My saving grace is the living things around me. My animals are my dearest loves and always get the best of care. They are the reason that I get up many days, to feed, take the dogs out, care for the parrots, get in any and all food and supplies that they need, go to the vet, and so on. And the dogs are the reason that I stay as stable as I do. Animals have an amazing sensibility and understanding of what is going on. My 3 pugs will practically lay on top of me when I am slipping into a sinkhole of despair. The concern on their little faces touches me deeply. I reach for them and love them to ease their worried little hearts, and in so doing I am lifted up. Time and again they pull me back into the present moment and move the stalled engine inside of me forward once more.
Too, the garden saves me, especially at this time of year when so much planting is being done, as plants come and must get in the ground and be watered lest they die, and the seeds that I plant by the tens of thousands must be kept watered to grow into the lush cottage gardens that I create. I drink in the color, the life, the lively dance of the cosmos, the poppies, the thousands of zinnias, the fragrant herbs, and am nourished, healed, and calmed by nature, the living plants, the wild birds at my feeders, a squirrel frolicking on my windowsill, a mourning dove sitting peacefully in a patch of daylilies, these things, too, are saving graces. I can move to care for the living things. I will take care of the plants and animals who need me.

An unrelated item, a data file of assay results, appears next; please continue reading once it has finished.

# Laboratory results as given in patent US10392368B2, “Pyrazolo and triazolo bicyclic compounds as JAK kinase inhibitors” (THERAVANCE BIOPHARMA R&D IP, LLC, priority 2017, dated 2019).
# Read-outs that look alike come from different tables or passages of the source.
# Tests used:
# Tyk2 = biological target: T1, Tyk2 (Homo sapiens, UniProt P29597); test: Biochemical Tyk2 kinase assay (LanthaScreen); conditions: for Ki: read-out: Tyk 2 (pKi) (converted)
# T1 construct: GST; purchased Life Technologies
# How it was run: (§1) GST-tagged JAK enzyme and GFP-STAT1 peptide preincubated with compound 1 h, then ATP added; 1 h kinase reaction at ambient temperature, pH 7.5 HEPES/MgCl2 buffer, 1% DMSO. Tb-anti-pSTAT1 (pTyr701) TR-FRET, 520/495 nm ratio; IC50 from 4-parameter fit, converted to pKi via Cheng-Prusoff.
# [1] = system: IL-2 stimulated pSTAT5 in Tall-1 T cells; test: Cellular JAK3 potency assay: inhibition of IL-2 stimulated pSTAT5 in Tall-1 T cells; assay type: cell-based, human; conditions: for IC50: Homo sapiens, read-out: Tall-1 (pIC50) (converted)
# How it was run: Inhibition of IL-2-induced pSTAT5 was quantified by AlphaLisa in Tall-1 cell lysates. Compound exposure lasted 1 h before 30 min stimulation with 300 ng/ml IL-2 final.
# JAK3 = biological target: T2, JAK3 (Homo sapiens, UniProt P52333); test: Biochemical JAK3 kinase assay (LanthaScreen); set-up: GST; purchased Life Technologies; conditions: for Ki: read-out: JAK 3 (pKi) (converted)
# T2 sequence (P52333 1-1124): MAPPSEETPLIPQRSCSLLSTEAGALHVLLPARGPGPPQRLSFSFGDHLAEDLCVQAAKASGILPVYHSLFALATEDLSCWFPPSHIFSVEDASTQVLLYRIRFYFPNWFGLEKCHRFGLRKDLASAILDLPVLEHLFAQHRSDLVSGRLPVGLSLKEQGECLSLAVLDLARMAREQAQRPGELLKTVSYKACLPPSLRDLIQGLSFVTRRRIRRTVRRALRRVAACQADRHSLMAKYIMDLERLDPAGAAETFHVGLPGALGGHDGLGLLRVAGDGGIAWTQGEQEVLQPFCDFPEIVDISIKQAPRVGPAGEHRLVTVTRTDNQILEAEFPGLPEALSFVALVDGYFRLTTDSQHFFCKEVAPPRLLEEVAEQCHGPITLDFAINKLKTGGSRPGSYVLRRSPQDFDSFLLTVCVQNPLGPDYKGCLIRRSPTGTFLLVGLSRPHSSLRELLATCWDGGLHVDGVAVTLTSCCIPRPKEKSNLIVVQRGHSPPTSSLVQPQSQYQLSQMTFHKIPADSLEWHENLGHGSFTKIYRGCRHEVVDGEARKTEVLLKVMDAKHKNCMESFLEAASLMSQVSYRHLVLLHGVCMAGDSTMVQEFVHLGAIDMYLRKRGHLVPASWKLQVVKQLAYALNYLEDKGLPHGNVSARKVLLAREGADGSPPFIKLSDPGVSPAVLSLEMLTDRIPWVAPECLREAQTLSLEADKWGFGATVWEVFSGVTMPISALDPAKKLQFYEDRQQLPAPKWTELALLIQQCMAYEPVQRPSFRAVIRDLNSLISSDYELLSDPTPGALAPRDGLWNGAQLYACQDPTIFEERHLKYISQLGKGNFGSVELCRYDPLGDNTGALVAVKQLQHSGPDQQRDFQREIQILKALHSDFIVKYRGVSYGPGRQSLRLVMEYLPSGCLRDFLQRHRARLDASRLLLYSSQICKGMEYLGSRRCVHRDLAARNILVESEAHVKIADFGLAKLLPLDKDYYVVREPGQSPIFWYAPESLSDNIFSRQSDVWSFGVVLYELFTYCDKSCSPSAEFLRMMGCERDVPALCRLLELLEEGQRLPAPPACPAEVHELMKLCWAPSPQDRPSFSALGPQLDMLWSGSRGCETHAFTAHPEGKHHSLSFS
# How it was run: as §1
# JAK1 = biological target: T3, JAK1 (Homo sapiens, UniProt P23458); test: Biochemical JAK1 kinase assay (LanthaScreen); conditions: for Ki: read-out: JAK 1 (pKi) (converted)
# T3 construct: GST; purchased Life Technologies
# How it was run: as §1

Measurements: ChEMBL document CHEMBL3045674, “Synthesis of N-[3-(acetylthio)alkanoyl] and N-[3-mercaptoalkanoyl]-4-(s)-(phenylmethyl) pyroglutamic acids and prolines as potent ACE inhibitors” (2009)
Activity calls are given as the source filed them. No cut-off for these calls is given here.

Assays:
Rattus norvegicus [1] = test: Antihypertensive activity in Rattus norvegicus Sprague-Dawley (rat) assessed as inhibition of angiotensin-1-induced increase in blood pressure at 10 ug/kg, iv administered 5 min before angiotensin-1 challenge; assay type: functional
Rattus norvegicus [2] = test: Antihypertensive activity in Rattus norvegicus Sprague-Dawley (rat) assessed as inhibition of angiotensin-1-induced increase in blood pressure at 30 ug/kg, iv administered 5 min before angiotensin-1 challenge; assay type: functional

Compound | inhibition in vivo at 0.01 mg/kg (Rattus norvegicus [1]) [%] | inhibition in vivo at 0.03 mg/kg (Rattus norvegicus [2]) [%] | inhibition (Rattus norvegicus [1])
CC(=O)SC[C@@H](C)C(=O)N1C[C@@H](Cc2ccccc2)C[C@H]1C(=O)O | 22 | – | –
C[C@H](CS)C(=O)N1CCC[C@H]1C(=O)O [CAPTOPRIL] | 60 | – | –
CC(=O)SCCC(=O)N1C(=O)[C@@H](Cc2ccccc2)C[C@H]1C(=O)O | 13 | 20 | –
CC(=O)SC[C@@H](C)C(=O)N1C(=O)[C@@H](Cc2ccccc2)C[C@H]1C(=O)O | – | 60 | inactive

And then a tidal wave of fear comes again.
“What will I do for income, how will I support myself if I can’t get this work done quickly enough?” shouts a voice inside of me as fear runs over me. During these times, on these days, I try to anchor myself in what is concrete. I get up and clean up the kitchen. I have been putting that off for days. I get the dishwasher going, gather the dirty laundry and get a load of wash going, do my rounds with the animals and sit down with coffee. I tell myself that my plan will be that every time I get up, to go to the bathroom, to go outside with the dogs, answer the door, whatever, I will do as many little chores as I can. Last time I went out on the deck and filled the three bird feeders and blew the deck off, something I do several times a day with the leaf blower so the pugs don’t eat the fallen birdseed. I got another load of laundry going, checked on the parrots in the other room, and returned to the safety of my chair here with an urgency of someone who barely made it back alive.